Some dognappers scan social media in search of valuable dogs to steal. Be careful about the pictures you list, and don’t let too many people know about your habits and routines with your pets. If you tell everyone that you go for a daily 5 pm walk, thieves will know where you and your dog will be at that time. Don’t make it easy for them to steal your dog. Be selective about the information you share and who you share.
8. Make it hard for potential thieves
Most dog nappers are opportunists looking for an easy way to steal dogs. If you set up situations that make it risky or difficult for them to gain access to your dog, they’re likely to leave your dog alone and look for an easier target. Fences help to dissuade thieves. Dognappers hate camera and motion lighting systems and doorbell cameras that allow you to talk with the person standing at your door when you’re gone. Install an alarm system in your home to alert law enforcement when there is an attempted break-in. Alarm systems that feature loud noises and bright flashing lights will scare off would-be dognappers.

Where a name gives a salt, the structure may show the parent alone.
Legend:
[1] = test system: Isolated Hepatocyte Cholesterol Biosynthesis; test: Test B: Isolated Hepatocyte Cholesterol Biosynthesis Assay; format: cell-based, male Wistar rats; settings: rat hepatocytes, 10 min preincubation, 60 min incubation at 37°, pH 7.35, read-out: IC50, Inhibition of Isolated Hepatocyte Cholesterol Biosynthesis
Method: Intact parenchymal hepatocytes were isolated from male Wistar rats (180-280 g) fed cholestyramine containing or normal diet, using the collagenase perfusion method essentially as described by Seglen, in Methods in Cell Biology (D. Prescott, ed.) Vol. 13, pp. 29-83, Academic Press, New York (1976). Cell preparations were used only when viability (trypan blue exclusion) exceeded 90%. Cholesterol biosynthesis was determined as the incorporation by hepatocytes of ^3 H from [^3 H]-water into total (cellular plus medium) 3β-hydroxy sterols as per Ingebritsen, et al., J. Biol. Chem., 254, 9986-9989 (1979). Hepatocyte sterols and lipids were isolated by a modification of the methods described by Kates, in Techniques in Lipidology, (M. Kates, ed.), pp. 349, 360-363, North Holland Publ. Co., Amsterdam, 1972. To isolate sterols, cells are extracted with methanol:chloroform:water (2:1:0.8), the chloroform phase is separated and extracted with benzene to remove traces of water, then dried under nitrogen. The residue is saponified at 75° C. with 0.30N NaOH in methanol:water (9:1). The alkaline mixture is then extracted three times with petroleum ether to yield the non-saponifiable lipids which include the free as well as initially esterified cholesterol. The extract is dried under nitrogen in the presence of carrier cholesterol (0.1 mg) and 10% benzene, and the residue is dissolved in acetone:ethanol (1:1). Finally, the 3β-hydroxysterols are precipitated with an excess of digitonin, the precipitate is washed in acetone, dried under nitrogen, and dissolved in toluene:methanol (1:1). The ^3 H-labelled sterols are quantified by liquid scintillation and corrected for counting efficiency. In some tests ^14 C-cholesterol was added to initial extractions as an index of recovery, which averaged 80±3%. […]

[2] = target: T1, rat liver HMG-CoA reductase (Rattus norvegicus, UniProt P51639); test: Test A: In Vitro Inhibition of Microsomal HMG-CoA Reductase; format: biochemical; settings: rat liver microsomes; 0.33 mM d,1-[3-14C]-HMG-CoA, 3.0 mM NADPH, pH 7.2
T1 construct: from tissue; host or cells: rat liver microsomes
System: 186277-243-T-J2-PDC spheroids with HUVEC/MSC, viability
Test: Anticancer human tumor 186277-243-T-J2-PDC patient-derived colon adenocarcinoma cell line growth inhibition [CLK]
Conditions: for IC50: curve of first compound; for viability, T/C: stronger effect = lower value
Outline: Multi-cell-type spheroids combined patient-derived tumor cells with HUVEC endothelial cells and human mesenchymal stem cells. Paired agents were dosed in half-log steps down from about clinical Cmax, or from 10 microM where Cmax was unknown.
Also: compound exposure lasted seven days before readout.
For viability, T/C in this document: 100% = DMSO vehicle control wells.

9. Be aware of inquisitive strangers
Strangers who strike up a conversation about the dog you’re walking may just be friendly. When they ask for too much detail, they’re likely scoping out your pet for theft. Common questions asked by those casing your dog include queries about spaying/neutering, purebred, how much the dog cost, and your address. Never give out information about your dog or yourself to a stranger.
You can’t be too careful about the safety of your family and your pets. The world is full of opportunistic people looking for a fast way to make a buck. They steal anything of value that they can sell for cash. The list of items cased for theft now includes dogs. It’s tough to know who to trust nowadays, but you can trust your gut instincts. Use these nine tips to help lessen the chance of falling victim to dognappers.